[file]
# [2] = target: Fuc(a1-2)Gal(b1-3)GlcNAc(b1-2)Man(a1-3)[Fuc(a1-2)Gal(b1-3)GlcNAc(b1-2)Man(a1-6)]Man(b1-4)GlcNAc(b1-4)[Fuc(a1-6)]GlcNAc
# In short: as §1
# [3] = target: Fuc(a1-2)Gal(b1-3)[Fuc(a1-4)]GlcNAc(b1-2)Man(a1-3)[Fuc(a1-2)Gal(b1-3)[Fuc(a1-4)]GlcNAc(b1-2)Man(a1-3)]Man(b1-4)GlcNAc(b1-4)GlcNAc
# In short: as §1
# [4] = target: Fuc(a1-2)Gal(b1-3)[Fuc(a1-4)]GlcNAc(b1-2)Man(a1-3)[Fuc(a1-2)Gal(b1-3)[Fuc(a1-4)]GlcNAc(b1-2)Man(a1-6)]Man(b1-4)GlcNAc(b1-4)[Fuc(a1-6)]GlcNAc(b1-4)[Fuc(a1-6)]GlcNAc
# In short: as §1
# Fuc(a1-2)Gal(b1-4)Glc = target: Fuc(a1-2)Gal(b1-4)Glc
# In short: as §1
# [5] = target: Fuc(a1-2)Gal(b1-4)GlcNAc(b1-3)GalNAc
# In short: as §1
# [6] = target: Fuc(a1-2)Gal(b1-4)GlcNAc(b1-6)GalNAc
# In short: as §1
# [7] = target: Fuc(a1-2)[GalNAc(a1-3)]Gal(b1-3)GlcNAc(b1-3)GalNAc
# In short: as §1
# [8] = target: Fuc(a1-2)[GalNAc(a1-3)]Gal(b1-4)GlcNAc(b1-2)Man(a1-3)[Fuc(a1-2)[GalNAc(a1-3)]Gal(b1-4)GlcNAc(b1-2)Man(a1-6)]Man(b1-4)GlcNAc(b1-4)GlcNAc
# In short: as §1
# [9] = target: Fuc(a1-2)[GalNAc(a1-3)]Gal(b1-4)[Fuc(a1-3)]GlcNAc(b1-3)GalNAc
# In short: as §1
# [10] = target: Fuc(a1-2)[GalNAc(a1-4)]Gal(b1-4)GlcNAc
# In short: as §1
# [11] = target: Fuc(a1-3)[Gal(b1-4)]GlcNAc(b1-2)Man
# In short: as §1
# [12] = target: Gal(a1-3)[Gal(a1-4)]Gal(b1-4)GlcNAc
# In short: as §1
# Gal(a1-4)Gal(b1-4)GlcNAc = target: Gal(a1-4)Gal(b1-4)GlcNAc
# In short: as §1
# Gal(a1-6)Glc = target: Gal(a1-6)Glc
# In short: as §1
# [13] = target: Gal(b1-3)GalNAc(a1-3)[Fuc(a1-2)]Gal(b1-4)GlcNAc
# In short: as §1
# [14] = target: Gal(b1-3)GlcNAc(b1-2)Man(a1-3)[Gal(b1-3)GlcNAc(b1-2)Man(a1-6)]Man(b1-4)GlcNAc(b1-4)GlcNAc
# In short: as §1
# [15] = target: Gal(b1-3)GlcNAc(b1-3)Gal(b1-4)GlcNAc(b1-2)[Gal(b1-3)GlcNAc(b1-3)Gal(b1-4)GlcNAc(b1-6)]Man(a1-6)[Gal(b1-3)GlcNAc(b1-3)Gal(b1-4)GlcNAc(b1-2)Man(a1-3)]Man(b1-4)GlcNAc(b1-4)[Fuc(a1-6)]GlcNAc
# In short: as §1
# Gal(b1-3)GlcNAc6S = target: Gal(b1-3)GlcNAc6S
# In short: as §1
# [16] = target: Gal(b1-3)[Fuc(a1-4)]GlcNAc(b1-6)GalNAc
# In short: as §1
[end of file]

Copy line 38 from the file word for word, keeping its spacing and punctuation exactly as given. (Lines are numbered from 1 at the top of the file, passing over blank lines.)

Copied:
# In short: as §1